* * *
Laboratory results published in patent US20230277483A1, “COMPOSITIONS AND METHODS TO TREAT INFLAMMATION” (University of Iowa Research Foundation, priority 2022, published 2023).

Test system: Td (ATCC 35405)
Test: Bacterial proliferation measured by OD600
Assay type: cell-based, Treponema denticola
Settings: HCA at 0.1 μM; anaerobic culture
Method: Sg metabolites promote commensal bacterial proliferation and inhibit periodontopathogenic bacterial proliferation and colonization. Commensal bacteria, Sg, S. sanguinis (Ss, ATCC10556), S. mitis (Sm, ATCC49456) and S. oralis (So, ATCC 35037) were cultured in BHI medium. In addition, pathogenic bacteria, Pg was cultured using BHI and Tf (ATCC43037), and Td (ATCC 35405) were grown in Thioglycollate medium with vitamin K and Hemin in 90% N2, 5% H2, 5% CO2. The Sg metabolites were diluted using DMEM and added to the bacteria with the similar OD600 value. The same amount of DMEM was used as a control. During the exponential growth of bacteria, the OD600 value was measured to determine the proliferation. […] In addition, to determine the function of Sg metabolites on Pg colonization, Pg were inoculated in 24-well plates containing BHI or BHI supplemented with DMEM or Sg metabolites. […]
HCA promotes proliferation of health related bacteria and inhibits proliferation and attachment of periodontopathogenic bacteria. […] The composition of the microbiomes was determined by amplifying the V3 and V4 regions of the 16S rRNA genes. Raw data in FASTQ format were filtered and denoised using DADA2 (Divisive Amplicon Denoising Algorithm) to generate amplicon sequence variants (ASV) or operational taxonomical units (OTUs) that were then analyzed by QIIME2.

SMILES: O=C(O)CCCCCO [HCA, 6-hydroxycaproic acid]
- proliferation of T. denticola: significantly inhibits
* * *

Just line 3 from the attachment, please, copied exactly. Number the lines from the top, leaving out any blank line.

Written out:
Test: Bacterial proliferation measured by OD600